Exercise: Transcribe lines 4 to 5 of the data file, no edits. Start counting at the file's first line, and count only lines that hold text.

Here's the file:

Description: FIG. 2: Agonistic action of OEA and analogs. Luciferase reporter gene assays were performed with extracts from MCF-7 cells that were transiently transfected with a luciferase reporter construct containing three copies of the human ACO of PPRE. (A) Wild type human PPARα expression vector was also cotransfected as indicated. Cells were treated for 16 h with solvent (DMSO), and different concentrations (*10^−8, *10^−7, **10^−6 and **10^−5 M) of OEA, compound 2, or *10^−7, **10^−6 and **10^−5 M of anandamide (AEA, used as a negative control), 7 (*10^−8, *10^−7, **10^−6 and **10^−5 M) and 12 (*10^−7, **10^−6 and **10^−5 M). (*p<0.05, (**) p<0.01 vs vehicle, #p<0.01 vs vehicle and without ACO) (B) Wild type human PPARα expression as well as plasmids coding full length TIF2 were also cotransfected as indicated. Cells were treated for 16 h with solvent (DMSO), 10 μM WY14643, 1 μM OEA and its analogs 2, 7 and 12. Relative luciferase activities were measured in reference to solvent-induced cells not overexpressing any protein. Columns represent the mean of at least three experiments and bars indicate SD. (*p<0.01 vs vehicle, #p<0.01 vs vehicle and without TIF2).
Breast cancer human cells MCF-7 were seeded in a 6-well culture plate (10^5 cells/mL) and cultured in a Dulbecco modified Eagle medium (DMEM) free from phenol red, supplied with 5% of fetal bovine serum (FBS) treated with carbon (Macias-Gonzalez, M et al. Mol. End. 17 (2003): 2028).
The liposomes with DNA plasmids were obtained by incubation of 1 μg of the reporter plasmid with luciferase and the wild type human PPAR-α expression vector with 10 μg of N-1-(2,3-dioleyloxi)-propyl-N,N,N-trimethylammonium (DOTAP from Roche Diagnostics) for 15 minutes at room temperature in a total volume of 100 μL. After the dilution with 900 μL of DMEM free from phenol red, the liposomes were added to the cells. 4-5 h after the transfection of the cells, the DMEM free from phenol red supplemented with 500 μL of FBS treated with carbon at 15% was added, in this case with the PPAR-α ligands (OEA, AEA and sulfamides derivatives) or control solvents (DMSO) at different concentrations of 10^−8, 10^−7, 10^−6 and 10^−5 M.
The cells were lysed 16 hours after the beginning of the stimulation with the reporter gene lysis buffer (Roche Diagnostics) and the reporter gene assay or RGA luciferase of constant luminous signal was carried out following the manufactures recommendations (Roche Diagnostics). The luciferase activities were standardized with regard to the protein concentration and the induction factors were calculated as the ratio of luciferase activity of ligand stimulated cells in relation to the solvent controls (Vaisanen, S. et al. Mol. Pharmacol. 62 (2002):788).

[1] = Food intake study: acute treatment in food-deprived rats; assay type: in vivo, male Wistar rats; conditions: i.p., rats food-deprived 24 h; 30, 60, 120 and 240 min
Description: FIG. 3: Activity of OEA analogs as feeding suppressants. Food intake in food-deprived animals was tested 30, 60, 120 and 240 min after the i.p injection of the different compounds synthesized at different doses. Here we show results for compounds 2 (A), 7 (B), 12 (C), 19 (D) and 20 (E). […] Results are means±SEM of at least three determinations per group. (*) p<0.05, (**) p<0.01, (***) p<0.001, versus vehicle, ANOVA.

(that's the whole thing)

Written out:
The cells were lysed 16 hours after the beginning of the stimulation with the reporter gene lysis buffer (Roche Diagnostics) and the reporter gene assay or RGA luciferase of constant luminous signal was carried out following the manufactures recommendations (Roche Diagnostics). The luciferase activities were standardized with regard to the protein concentration and the induction factors were calculated as the ratio of luciferase activity of ligand stimulated cells in relation to the solvent controls (Vaisanen, S. et al. Mol. Pharmacol. 62 (2002):788).

[1] = Food intake study: acute treatment in food-deprived rats; assay type: in vivo, male Wistar rats; conditions: i.p., rats food-deprived 24 h; 30, 60, 120 and 240 min